British Columbia boasts a rich and vibrant history of sports, and Vancouver Sun and Province photojournalists have had a front-row seat to the action.
No one knows more about those iconic images than Kate Bird, the professional librarian and longtime Vancouver Sun archivist who has put together a new book called Magic Moments in BC Sports: A Century in Photos. The eclectic selection of stunning photographs in the book includes several North Shore athletes who have competed at the highest levels, set and broken records, and inspired a legion of fans.
We contacted Bird to share a few of her favourite photos and craft a list of 10 North Shore sports stories, in no particular order, that caught her attention as she was gathering material for the new book.
Chief Dan George
Chief Dan George, of the Tsleil-Waututh Nation in North Vancouver, was a veteran canoe racer who competed with members of his family on several championship teams. In 1960, George lobbied Highways Minister Phil Gaglardi to sponsor canoe races at the opening celebrations for the new Second Narrows Bridge, where he hoped to compete in a canoe he carved from a single giant cedar tree. George is famous for his performance in the 1970 film Little Big Man, which garnered him an Academy Award nomination for Best Supporting Actor.
Vancouver Sun Free Ski School
The first Vancouver Sun Free Ski School on Grouse Mountain, initiated by the Cromie family, who owned Grouse Mountain and the Vancouver Sun newspaper at the time, began in January 1950. The program offered free ski lessons by Grouse Mountain ski instructors. Three classes were held each Saturday over ten weeks, with a free bus provided to participants from the downtown bus terminal. Thousands of Lower Mainland people of all ages attended the free classes from 1950 to 1965 and learned to ski.
On May 27, 1959, before a record crowd of 19,000 at the District Inter-High School Track Meet, North Vancouver’s 18-year-old Harry Jerome ran the 220-yard race in 21.9 seconds, breaking the Canadian high school record set by Vancouver’s Percy Williams in 1928. Jerome overcame a potential career-ending injury to win bronze in the 100-metres at the 1964 Olympics, and gold at the 1966 British Empire and 1967 Pan Am Games. Jerome’s legacy is commemorated with a Jack Harman sculpture in Stanley Park and the annual Harry Jerome Track Classic.
Fifteen-year-old Valerie Jerome of North Vancouver won the junior girls high jump at the 48th annual Vancouver and District Inter-High School Track Meet in 1959, and later that summer won a bronze medal on the 4x100-metre relay team at the Pan Am Games in Chicago. In 1960, Jerome competed, alongside her brother Harry Jerome, at the 1960 Summer Olympics in Rome. During her 35-year teaching career, Valerie was a track and field official at Olympic, Commonwealth and World Championship competitions and worked for the advancement of Black Canadian Studies.
North Vancouver figure skater Karen Magnussen was dubbed “Canada’s Sweetheart” after she won Canada’s only medal, a silver, at the 1972 Winter Olympics in Sapporo, Japan. The six-time Canadian champion was named Canada’s female athlete of the year in 1971 and 1972. In 1973, after Magnussen captured gold at the 1973 World Championships in Bratislava, Czechoslovakia, her Vancouver homecoming celebrations included a 21st birthday party at Pacific Coliseum, where she skated for the crowd of 16,000, was presented with a huge birthday cake, and was showered with gifts.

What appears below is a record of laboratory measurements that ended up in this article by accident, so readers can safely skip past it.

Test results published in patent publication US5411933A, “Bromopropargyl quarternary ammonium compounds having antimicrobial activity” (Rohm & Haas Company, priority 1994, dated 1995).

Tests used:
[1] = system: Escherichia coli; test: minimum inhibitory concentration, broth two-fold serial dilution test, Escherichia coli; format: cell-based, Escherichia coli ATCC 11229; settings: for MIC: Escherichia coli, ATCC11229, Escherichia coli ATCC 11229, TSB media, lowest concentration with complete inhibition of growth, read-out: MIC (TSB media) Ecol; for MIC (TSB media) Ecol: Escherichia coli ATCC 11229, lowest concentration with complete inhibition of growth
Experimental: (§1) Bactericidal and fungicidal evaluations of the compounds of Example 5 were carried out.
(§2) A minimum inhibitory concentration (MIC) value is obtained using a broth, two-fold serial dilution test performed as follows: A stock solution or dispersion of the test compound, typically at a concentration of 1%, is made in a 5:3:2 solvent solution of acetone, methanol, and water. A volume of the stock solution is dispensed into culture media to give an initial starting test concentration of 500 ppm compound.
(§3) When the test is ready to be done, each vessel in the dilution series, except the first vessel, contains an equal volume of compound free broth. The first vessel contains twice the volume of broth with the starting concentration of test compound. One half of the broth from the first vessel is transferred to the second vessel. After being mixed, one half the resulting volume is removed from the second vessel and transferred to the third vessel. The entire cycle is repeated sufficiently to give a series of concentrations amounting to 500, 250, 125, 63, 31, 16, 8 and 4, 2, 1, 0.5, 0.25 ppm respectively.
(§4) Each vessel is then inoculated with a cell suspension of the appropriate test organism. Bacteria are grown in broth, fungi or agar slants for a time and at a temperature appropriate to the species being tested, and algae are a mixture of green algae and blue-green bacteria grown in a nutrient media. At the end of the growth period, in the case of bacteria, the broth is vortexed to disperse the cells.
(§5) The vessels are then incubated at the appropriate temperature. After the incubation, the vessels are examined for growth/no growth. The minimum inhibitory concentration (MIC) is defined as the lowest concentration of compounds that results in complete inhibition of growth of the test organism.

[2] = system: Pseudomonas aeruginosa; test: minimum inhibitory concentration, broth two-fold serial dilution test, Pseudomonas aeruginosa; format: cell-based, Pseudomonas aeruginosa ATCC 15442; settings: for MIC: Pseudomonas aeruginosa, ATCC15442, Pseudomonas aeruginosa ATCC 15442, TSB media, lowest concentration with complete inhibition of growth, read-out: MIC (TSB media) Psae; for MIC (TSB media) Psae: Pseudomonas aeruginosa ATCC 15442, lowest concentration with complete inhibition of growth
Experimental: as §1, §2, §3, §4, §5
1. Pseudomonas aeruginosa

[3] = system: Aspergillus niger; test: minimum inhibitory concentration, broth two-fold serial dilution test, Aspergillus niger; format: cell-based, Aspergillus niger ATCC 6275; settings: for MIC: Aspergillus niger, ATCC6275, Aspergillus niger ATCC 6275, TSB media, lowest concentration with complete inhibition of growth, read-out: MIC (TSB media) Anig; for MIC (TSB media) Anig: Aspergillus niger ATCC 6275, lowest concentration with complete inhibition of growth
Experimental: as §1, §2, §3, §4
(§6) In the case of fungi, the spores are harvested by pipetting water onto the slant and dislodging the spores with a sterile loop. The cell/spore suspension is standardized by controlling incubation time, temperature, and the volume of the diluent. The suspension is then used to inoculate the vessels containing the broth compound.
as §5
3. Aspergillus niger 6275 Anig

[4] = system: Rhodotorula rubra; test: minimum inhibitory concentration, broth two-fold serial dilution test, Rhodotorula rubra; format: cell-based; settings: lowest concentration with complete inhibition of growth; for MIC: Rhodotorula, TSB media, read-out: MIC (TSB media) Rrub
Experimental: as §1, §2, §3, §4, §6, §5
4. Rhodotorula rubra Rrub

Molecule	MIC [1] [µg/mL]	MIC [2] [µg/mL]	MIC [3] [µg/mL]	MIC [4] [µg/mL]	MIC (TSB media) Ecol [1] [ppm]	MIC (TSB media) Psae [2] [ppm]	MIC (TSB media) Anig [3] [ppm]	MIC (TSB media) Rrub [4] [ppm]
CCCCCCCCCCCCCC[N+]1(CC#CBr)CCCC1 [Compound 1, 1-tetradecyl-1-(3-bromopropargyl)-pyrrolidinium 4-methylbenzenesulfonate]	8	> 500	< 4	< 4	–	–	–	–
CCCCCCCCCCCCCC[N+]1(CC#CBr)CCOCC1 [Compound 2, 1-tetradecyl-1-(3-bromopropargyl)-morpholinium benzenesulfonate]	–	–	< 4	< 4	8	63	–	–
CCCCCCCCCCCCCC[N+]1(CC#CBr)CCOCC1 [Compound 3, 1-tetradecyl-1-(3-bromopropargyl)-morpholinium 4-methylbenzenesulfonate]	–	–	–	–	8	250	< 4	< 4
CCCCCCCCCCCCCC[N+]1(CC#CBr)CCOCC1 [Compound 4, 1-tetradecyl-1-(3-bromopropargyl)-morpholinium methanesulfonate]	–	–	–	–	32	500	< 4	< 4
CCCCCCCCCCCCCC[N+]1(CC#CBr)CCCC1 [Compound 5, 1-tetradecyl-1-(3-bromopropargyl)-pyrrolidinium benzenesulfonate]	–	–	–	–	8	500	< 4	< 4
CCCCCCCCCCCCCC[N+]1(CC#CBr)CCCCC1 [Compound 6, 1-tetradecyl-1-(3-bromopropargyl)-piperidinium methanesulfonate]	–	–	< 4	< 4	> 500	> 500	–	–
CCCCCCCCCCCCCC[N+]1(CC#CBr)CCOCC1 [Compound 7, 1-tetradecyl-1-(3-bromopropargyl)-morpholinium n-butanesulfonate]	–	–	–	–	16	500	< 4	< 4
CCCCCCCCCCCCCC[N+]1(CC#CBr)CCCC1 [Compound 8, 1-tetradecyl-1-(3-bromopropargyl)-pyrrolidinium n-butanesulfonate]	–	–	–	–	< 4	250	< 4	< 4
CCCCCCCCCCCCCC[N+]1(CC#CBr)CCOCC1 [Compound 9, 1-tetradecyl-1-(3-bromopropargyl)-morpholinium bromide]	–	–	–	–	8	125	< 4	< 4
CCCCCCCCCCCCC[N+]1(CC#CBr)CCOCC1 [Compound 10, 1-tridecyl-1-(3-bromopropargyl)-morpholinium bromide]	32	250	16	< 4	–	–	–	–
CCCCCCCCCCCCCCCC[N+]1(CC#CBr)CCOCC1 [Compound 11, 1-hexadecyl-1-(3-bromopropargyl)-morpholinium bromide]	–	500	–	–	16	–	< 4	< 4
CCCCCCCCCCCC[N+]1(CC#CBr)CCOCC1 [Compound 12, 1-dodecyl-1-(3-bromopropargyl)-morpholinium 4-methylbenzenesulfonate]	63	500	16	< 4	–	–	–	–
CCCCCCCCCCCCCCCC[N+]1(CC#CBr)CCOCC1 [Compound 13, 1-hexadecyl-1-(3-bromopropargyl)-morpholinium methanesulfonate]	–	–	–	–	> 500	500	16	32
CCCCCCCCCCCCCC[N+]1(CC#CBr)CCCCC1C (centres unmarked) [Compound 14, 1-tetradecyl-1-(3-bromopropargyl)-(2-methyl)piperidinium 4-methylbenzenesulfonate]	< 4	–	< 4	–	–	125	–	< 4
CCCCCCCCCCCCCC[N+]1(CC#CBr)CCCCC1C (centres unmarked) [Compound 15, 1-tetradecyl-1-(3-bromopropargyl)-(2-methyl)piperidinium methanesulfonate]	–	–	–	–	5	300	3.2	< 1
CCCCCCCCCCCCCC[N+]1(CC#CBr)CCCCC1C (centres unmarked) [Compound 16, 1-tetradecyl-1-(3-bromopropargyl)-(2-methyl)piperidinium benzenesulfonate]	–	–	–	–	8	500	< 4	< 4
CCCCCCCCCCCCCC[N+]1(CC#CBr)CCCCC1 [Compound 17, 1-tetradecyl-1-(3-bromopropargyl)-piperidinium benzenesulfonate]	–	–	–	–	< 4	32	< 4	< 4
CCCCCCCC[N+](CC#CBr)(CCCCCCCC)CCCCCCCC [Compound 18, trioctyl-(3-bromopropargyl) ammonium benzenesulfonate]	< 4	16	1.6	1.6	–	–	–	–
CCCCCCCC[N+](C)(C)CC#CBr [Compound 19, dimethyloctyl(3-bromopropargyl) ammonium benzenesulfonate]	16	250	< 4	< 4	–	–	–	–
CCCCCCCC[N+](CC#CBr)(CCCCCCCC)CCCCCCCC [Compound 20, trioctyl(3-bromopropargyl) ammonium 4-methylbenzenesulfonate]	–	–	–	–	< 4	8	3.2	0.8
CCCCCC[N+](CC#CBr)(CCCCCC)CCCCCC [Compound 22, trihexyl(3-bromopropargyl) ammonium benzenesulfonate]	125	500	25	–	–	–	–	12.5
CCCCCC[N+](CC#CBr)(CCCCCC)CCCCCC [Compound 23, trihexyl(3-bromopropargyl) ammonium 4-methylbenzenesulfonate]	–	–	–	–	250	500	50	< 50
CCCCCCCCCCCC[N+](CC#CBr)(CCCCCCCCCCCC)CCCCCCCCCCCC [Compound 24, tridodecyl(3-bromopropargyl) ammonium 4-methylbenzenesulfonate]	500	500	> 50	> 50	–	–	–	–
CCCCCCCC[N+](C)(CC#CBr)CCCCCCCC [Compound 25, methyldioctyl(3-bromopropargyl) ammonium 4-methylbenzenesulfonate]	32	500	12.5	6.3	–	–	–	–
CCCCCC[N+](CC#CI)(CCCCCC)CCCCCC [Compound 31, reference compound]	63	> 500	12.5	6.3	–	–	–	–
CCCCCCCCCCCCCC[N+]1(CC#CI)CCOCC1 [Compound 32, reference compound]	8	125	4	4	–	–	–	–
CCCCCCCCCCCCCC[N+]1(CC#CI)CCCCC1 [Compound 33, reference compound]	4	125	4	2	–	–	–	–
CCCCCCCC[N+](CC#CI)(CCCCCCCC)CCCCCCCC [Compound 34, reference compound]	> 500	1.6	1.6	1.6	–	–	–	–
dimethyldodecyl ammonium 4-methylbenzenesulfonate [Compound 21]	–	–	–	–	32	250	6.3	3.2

On September 11, 1976, Canada’s first skateboard contest, the 1st Annual B.C. Skateboard Championships, were held in Stanley Park. In 1978, North Vancouver’s Ted Hartley, captain of the British Columbia skateboard team, performed a slalom run at Stanley Park. Hartley was demonstrating his skills and trying to find prospective members for the team in what was then the new sport of competitive skateboarding.
North Shore Indians lacrosse team
In 1985, the North Shore Indians box lacrosse team, including Barry Powles, captain Byron Joseph, Todd Semeniuk, and Lance Baker, defeated the Orangeville Ontario Northmen at Ladner Arena in double overtime to capture the Canadian Senior B lacrosse championship. The President’s Cup championship banner commemorating their win was to hang at the North Vancouver Recreation Centre, where the team played their home games. The team is still an active member of the West Coast Senior Lacrosse Association.
North Vancouver’s Maëlle Ricker won gold (1999, 2006) and bronze (2007) in snowboard cross at the Winter X Games, and bronze (2005) in snowboard cross at the World Championships. At the 2010 Winter Olympic Games in Vancouver, competing minutes away from her childhood home, Ricker won gold in snowboard cross, becoming the first Canadian woman to win an Olympic gold medal on home soil. Ricker went on to win bronze at the 2012 Winter X Games and gold at the 2012 World Championships.
North Vancouver’s Lauren Woolstencroft, born missing her left arm below the elbow and both legs below the knee, began skiing competitively at age 14. She won two gold and a bronze at the 2002 Paralympics in Salt Lake City, and a gold and silver at the 2006 Paralympics in Turin. At the 2010 Paralympics in Vancouver, Woolstencroft won five gold medals in alpine skiing, a record for any Canadian Winter Paralympian or Olympian. Woolstencroft was inducted into the Canadian Paralympic Hall of Fame in 2015.
North Vancouver’s Manuel Osborne-Paradis, who grew up racing for the Whistler Mountain Ski Club, is the first Canadian to win both a World Cup downhill and World Cup super-G. In 2004, he won silver in super-G at the Junior World Championships. He competed at four Winter Olympics (2006-2018), collected three World Cups wins, and took part in eight World Championships (2005-2019), winning bronze in super-G at the 2017 World Championships on his 33rd birthday.